Seagate HAMR 32 TB Capacity Drives To Arrive Later This Year Followed By 40+ TB In 2024

Seagate recently unveiled a preview of their upcoming lineup of hard drives, which utilize heat-assisted magnetic recording (HAMR) technology. According to their roadmap, the first commercially available HAMR Mach 2 drives with a capacity of 32 TB are scheduled for release in the third quarter of 2023. They are also planning to launch higher storage models (40 TB) in 2024. Additionally, Seagate is expected to release HDDs with capacities of 24 TB and 28 TB using the older perpendicular magnetic recording (PMR) technology in the near future. It is anticipated that both product ranges will coexist for a while before Seagate fully transitions to their more advanced thermal magnetic storage solution. In late April, a fortunate data center client had the opportunity to try out the evaluation HAMR hardware, and Seagate has since provided other enterprise customers with undisclosed HAMR HDD models.

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During a presentation at the Bank of America 2023 Global Technology conference, Seagate executives openly discussed their HAMR products, which are intended for integration into the new Corvault server equipment. Gianluca Romano, the company’s chief financial officer, provided details on several models. He mentioned that their 32-terabyte model is based on 10 disks and 20 heads, which is the same configuration as the current 20-terabyte PMR model. The increase in capacity is achieved through higher areal density. Similarly, the upcoming 40-terabyte model will also have 10 disks and 20 heads. Furthermore, in Seagate’s laboratory, they are already testing individual disks capable of storing 5 terabytes, which indicates progress towards their future 50-terabyte model as mentioned in their earnings release.

He further explains the cost advantages of manufacturing these hard disk drives: “By increasing the capacity significantly without raising the cost per unit, we can leverage the same bill of materials. This not only benefits the industry as a whole, but also allows Seagate, as a non-early adopter, to achieve cost reductions. We may pass some of these savings on to our customers to enhance their total cost of ownership (TCO) and ensure their success, but not entirely. Historically, the majority of cost reductions were passed on to customers. However, with HAMR, we have the opportunity to maintain a favorable TCO for customers while retaining a significant portion of the cost improvement within Seagate. This approach enables us to improve our gross margin, which aligns with the company’s main focus and strategy. It also justifies our substantial investment in the development of HAMR.”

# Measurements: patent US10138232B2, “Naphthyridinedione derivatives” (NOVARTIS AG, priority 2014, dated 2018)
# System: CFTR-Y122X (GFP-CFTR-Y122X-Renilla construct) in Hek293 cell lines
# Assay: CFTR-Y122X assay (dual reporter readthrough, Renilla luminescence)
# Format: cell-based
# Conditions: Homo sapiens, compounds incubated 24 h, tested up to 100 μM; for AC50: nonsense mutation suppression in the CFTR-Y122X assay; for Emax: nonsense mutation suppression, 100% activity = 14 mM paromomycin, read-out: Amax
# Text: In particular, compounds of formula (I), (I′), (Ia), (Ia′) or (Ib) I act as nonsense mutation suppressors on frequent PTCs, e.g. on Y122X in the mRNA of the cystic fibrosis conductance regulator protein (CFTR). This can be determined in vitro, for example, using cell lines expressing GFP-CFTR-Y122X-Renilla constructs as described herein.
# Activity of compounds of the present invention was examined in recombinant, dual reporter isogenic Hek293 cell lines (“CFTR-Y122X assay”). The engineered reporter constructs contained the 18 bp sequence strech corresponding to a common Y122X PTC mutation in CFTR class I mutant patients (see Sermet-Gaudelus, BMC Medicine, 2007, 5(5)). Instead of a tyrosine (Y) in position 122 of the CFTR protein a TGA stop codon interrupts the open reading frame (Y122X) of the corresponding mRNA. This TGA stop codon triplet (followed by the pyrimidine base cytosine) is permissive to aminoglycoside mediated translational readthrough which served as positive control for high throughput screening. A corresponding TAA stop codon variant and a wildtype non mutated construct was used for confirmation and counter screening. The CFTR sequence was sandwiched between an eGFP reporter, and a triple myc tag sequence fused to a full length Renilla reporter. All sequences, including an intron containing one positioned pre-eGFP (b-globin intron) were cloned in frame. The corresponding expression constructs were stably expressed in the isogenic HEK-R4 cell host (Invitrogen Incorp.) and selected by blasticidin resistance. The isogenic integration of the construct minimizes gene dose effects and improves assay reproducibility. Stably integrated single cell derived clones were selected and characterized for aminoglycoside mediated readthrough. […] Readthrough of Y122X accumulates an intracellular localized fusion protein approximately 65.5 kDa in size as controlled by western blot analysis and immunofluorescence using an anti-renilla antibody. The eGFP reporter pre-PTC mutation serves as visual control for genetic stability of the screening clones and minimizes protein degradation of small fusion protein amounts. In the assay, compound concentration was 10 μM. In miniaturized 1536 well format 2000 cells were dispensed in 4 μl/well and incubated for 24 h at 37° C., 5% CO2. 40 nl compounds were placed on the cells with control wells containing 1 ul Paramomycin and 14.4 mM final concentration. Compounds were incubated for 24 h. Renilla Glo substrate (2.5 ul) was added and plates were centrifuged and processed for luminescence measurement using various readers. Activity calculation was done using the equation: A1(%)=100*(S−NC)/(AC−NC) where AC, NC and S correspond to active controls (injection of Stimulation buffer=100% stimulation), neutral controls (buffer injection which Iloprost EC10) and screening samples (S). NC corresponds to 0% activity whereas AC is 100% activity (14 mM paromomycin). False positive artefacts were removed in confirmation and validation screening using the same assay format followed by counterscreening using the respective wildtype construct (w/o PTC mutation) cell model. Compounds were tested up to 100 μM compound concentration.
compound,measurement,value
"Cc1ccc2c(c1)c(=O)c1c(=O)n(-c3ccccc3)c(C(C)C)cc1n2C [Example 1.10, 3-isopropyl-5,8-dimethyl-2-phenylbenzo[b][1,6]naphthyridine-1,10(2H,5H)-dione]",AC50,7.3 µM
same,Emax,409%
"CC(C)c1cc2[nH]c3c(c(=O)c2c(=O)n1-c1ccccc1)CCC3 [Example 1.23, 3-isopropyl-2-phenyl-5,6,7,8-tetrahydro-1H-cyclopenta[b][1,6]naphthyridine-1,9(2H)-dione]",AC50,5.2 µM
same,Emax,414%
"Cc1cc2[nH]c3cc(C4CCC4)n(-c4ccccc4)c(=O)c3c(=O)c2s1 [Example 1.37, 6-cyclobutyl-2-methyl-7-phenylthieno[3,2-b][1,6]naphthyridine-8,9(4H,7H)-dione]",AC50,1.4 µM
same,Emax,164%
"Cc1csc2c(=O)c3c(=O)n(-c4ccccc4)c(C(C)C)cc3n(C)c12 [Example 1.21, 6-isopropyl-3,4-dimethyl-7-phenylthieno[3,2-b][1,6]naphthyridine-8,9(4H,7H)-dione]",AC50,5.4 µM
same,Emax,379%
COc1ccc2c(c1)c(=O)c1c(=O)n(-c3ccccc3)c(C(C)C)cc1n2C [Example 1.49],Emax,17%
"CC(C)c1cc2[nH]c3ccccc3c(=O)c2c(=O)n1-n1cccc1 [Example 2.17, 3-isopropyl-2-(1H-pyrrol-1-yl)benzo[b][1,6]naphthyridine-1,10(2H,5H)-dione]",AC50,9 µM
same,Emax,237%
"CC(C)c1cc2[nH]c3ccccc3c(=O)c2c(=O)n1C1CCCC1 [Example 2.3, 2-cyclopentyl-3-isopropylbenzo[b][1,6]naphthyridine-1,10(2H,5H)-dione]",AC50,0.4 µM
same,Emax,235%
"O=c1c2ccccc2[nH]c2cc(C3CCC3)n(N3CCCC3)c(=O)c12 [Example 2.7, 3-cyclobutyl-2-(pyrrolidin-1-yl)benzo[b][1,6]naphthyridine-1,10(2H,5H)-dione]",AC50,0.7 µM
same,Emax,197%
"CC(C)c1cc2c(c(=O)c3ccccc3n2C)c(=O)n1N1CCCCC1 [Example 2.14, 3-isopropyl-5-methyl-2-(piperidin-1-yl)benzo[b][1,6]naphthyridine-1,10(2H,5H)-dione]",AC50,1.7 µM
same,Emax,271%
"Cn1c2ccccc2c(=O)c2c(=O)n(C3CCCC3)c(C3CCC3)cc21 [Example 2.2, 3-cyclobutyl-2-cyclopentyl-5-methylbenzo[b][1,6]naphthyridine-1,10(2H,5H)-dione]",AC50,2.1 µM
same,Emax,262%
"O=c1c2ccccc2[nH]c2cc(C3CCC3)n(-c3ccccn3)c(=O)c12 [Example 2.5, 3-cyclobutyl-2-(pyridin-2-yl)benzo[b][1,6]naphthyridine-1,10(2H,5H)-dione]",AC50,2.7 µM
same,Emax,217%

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Romano suggests that Seagate will reap significant benefits from their new venture, while also offering modest savings to clients. He explains, “This is another advantage of HAMR. Consider a 40-terabyte drive based on 10 disks and 20 heads. Only one segment, such as the cloud, will likely require such high capacity. Other enterprise OEM segments may settle for 30 terabytes, while video and image applications might be satisfied with 20 terabytes. Even in these cases, a 20-terabyte drive with 5 disks and 10 heads can compete with a traditional drive that has 10 disks and 20 heads. The difference in bill of materials and cost is substantial. However, we don’t need to pass on the entire cost benefit to customers. We offer a portion of those cost savings to customers, while retaining the rest of the benefits within Seagate. This approach allows us to improve our gross margin significantly across various capacity points using this new technology.”

Bia AnandTech